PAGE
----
The high-throughput sequencing techniques, even being more informative [31, 32], are still not economically affordable for inoculation impact analysis, because of the high number of samples and replicates involved. There is a growing interest in the recent years in genes and transcripts coding for metabolic enzymes. Besides questions addressing redundancy and diversity, more and more attention is given to the abundance of specific DNA and mRNA in the different habitats [33].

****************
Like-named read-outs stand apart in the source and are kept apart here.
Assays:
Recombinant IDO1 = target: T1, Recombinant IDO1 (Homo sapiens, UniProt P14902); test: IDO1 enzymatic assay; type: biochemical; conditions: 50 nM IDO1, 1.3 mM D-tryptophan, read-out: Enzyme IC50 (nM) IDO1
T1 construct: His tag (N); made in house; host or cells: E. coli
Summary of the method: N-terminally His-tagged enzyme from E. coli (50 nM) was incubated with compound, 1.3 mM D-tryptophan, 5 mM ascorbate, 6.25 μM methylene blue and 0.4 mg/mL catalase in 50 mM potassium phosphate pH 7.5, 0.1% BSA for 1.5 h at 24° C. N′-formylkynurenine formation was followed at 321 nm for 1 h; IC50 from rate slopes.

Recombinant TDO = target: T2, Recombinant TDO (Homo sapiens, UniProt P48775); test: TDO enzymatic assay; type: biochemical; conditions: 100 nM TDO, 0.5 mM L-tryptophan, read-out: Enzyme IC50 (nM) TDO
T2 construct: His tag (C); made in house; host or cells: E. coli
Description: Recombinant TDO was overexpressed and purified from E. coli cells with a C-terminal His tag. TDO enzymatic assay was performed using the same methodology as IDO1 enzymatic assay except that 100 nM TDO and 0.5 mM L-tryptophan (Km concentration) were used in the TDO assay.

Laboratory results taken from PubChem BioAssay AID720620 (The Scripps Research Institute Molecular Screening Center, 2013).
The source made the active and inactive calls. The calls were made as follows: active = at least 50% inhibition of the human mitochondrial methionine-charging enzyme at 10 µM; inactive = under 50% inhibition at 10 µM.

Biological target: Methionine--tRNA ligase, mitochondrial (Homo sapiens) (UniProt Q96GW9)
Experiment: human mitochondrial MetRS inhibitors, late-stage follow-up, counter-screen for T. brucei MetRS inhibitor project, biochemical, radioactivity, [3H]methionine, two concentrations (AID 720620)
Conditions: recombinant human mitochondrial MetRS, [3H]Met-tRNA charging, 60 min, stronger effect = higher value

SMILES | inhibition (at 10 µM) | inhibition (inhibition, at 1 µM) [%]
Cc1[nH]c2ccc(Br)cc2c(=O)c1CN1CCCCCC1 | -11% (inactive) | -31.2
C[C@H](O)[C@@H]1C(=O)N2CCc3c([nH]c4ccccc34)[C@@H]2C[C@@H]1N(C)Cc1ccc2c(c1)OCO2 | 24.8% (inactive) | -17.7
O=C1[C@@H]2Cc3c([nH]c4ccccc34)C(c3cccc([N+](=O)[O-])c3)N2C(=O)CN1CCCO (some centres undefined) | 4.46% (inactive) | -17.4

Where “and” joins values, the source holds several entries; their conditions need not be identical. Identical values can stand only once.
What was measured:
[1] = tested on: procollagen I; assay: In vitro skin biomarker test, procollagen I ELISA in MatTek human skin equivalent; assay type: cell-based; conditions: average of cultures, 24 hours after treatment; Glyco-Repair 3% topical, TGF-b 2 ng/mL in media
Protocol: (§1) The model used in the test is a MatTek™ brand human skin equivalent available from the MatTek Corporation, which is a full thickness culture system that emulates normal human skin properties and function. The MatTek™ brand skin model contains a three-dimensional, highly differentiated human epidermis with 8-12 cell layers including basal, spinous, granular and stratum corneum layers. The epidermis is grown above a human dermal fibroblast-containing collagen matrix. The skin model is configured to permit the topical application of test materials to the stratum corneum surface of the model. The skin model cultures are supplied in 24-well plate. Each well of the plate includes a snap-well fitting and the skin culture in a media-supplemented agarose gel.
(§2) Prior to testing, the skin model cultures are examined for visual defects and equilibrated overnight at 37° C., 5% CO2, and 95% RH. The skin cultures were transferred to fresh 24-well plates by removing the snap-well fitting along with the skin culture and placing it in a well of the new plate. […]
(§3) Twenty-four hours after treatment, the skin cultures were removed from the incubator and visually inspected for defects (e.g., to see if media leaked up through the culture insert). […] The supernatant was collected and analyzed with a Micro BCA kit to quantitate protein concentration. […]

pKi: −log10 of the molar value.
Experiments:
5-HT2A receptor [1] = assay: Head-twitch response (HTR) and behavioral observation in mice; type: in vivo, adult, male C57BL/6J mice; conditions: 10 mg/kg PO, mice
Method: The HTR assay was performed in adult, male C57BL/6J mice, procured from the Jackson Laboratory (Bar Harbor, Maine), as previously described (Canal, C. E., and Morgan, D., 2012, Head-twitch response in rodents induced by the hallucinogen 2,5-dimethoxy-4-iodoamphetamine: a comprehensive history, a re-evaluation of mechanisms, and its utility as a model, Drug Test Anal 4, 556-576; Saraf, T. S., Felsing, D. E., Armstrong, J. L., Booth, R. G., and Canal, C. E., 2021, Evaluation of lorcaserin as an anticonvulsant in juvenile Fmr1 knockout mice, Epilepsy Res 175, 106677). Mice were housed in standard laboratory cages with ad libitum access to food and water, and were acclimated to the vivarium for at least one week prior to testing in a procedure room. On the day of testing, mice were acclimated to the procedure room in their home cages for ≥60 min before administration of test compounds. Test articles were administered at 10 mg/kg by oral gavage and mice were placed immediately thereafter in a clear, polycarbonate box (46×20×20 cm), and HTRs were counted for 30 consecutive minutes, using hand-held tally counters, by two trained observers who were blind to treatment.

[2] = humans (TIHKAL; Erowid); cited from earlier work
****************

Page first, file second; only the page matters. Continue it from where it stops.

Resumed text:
2. The Rhizosphere: The Unrevealed World